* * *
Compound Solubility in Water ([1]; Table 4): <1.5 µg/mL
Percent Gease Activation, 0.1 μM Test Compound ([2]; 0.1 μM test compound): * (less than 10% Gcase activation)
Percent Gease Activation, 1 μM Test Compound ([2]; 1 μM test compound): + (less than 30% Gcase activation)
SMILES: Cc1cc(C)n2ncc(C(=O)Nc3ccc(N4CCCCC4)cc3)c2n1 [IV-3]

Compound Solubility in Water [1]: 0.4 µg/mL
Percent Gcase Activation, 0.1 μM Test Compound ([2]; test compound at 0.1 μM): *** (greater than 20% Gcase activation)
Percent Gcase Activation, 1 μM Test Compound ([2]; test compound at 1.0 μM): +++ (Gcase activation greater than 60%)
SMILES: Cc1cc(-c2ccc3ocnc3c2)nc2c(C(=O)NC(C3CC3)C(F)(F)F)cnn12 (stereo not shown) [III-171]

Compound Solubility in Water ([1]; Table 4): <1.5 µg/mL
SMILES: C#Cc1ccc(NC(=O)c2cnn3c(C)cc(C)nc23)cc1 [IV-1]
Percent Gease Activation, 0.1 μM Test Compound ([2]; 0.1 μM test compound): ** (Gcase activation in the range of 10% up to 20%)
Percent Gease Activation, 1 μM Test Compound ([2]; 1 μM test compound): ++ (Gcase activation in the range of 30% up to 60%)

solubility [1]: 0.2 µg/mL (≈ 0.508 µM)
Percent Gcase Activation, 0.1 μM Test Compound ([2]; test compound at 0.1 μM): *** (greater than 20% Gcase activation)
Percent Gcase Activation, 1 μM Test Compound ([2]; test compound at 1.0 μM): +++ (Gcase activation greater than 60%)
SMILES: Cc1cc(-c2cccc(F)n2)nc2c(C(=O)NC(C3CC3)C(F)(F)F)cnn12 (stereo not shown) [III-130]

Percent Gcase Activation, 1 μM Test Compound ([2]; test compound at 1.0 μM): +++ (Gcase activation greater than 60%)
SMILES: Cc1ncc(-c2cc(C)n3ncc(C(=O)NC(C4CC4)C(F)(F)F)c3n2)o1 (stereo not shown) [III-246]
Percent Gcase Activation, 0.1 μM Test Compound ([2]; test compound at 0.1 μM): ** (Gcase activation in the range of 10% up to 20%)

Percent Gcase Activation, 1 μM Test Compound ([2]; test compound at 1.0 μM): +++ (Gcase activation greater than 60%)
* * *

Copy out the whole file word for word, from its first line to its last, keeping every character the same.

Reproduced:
Compound Solubility in Water ([1]; Table 4): <1.5 µg/mL
Percent Gease Activation, 0.1 μM Test Compound ([2]; 0.1 μM test compound): * (less than 10% Gcase activation)
Percent Gease Activation, 1 μM Test Compound ([2]; 1 μM test compound): + (less than 30% Gcase activation)
SMILES: Cc1cc(C)n2ncc(C(=O)Nc3ccc(N4CCCCC4)cc3)c2n1 [IV-3]

Compound Solubility in Water [1]: 0.4 µg/mL
Percent Gcase Activation, 0.1 μM Test Compound ([2]; test compound at 0.1 μM): *** (greater than 20% Gcase activation)
Percent Gcase Activation, 1 μM Test Compound ([2]; test compound at 1.0 μM): +++ (Gcase activation greater than 60%)
SMILES: Cc1cc(-c2ccc3ocnc3c2)nc2c(C(=O)NC(C3CC3)C(F)(F)F)cnn12 (stereo not shown) [III-171]

Compound Solubility in Water ([1]; Table 4): <1.5 µg/mL
SMILES: C#Cc1ccc(NC(=O)c2cnn3c(C)cc(C)nc23)cc1 [IV-1]
Percent Gease Activation, 0.1 μM Test Compound ([2]; 0.1 μM test compound): ** (Gcase activation in the range of 10% up to 20%)
Percent Gease Activation, 1 μM Test Compound ([2]; 1 μM test compound): ++ (Gcase activation in the range of 30% up to 60%)

solubility [1]: 0.2 µg/mL (≈ 0.508 µM)
Percent Gcase Activation, 0.1 μM Test Compound ([2]; test compound at 0.1 μM): *** (greater than 20% Gcase activation)
Percent Gcase Activation, 1 μM Test Compound ([2]; test compound at 1.0 μM): +++ (Gcase activation greater than 60%)
SMILES: Cc1cc(-c2cccc(F)n2)nc2c(C(=O)NC(C3CC3)C(F)(F)F)cnn12 (stereo not shown) [III-130]

Percent Gcase Activation, 1 μM Test Compound ([2]; test compound at 1.0 μM): +++ (Gcase activation greater than 60%)
SMILES: Cc1ncc(-c2cc(C)n3ncc(C(=O)NC(C4CC4)C(F)(F)F)c3n2)o1 (stereo not shown) [III-246]
Percent Gcase Activation, 0.1 μM Test Compound ([2]; test compound at 0.1 μM): ** (Gcase activation in the range of 10% up to 20%)

Percent Gcase Activation, 1 μM Test Compound ([2]; test compound at 1.0 μM): +++ (Gcase activation greater than 60%)